The lower stretches of the hour long hike up to the Saddle are in dense forest, so that when you reach the edge of the treeline and come out into the open, the contrast is dramatic.
I love hiking with Ben – this is a younger version when this was taken. There’s several little ponds on the route and when you finally stand on the far side of the Saddle on the other side, there’s a lovely lake below.
The trail levels out as you approach the area between the peaks known as the Saddle, and a glance over your shoulder rewards you with a view to the West of Port Alberni and the start of the Alberni Inlet. That 40 mile fjord is known as being one of the best places to catch salmon in the world. You can see the logging road where we parked far below.
This view from the Saddle shows the many peaks of Mt. Arrowsmith. Unless you have climbing gear and rock scrambling experience, the 15 minute hike across the Saddle ridge to the start of the steep ascent is as far as you can go. The panorama from here is just too expansive for a single camera shot- several pics have to be stitched together to get a fit even most of it in. On the East side, beyond and below this picture, is a picture postcard mountain lake- you’ll have to see it for yourself- I forgot to get a picture of it! When I first came up 40 years ago, there was the fuselage of an old DC-3 aircraft, leftover from a crash in the WWII era, just above the lake. It’s since been salvaged and removed, thankfully.
Turning to the North provides an ocean view over Qualicum, with Denman and Hornby Islands in the foreground and the Mainland mountains in the far distance. The ridge of Mt. Cokely carves up the foreground.
At At the bottom of the trail pictured, two folks are preparing for the climb to the top. If you hike beyond the Saddle, a close eye must be kept on the weather. Once on another trip, what started as a clear day turned to pea soup fog within minutes and with steep cliffs nearby in every direction but one, it’s not a place to get caught out. My lack of climbing experience, gear and fear of heights has kept me from trying the summit, but I would love to see the view- maybe someone will volunteer to piggyback me blindfolded…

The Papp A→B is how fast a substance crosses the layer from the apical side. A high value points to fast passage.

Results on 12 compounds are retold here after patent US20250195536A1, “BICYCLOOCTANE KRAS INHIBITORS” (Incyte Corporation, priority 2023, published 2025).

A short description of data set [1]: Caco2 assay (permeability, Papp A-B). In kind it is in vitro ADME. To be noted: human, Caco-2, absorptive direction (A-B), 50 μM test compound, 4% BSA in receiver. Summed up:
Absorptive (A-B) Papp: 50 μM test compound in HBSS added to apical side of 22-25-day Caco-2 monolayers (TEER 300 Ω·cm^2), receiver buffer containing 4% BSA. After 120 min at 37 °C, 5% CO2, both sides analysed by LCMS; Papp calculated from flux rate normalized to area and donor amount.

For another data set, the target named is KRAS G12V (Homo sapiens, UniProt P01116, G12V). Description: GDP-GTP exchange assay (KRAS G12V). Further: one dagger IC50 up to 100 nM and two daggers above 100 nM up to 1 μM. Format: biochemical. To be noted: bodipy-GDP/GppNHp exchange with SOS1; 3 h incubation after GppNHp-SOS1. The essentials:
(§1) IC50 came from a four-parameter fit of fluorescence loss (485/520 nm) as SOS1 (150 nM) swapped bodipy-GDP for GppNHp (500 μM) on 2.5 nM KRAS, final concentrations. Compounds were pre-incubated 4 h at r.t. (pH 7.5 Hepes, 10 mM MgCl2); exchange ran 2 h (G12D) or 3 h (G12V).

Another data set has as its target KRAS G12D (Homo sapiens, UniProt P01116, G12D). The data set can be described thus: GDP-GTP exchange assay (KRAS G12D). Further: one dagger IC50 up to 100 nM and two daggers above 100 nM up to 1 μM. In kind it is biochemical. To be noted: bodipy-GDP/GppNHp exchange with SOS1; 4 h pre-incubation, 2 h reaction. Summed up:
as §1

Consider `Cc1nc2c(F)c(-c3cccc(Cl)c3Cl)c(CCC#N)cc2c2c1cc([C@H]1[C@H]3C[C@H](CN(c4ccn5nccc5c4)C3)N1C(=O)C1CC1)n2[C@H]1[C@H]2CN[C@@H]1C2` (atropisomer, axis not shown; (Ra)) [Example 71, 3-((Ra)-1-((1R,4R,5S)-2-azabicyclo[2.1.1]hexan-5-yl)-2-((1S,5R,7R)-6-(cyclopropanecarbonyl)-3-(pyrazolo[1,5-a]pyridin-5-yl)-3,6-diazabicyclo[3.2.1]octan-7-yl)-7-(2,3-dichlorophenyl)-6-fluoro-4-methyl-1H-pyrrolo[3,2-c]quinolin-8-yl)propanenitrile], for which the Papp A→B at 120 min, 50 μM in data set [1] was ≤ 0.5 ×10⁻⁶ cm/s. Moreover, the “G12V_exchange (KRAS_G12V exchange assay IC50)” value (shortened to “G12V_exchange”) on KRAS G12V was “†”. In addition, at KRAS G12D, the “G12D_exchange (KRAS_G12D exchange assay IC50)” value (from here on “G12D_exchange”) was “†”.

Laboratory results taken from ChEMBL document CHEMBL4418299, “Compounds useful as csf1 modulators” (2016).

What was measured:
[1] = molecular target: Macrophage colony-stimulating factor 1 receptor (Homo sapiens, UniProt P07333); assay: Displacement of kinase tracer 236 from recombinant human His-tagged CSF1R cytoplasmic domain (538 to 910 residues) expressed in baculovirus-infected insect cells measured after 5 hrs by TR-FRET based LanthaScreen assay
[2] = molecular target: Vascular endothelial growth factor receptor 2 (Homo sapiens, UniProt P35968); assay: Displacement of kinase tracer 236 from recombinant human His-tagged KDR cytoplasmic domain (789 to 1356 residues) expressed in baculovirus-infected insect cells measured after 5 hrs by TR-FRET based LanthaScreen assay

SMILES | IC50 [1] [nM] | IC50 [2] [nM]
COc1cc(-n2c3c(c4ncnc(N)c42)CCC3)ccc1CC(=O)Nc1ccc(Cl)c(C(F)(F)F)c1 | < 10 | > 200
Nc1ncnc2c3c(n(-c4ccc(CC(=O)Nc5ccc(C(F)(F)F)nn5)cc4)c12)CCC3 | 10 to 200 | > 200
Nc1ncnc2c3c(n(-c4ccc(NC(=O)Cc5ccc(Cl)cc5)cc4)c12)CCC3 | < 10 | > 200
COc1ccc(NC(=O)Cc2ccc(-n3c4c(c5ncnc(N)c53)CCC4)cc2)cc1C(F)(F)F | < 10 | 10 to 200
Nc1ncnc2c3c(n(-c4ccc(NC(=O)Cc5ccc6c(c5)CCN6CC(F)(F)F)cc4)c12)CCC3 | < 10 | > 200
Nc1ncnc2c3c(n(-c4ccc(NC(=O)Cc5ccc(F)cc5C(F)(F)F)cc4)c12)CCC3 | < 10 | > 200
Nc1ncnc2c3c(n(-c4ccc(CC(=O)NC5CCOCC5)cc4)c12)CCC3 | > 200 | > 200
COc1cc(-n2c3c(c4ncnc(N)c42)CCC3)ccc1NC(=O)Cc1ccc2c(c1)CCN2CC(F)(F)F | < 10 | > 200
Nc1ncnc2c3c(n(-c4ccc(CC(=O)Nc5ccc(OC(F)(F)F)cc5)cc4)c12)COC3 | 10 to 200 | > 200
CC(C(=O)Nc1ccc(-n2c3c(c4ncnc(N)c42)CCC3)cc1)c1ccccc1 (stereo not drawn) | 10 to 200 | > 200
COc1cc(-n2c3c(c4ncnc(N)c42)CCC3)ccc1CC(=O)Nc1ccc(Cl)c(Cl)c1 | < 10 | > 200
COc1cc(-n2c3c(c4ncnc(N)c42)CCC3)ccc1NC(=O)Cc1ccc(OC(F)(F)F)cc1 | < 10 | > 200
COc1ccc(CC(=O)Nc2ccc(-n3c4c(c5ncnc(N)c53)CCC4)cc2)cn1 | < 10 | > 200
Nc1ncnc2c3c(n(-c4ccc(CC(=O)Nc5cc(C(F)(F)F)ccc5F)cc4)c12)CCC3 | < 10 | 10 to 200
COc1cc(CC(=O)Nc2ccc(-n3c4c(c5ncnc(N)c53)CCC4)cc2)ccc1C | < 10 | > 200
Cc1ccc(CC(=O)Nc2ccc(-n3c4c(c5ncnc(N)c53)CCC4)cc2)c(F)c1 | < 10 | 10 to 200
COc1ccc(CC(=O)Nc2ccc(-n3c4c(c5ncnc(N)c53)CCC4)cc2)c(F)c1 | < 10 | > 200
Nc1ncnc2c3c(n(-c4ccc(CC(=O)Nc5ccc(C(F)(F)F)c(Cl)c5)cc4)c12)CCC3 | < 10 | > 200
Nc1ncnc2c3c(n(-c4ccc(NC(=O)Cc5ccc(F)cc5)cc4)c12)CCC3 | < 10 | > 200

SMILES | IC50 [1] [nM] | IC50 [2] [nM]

After we went as far as we dared up toward the peaks — ok– as far as I dared (Patrick has since taken up rock climbing and climbs regularly in Brisbane, Australia, where he lives these days, and Ben’s mostly happy to just go wherever we’re going), we headed back to the Saddle to relax, eat some lunch and prepare to descend. Mt. Cokely’s peak and weather station gear is seen in the background, with the mainland just visible beyond, some 50 miles away.
I’d just turned 50 when son Patrick took this of Ben and I. Two years earlier, I’d had a serious heart attack (as though there’s ‘not serious’ ones?!!). At that time I had no idea I’d ever be able to return to a normal life, much less be able to do this hike. To have the opportunity to feast on this incredible beauty, and share it with my son and Ben, made for a very special day for me, one I will never forget. Afterwards, we joined the rest of the family in Port Alberni to celebrate my father in law’s 85th birthday. So glad to be alive on Vancouver Island!
Best view on Vancouver Island? You’ll have to hike it yourself to know, but if it’s not, you can see it from here, I’m sure.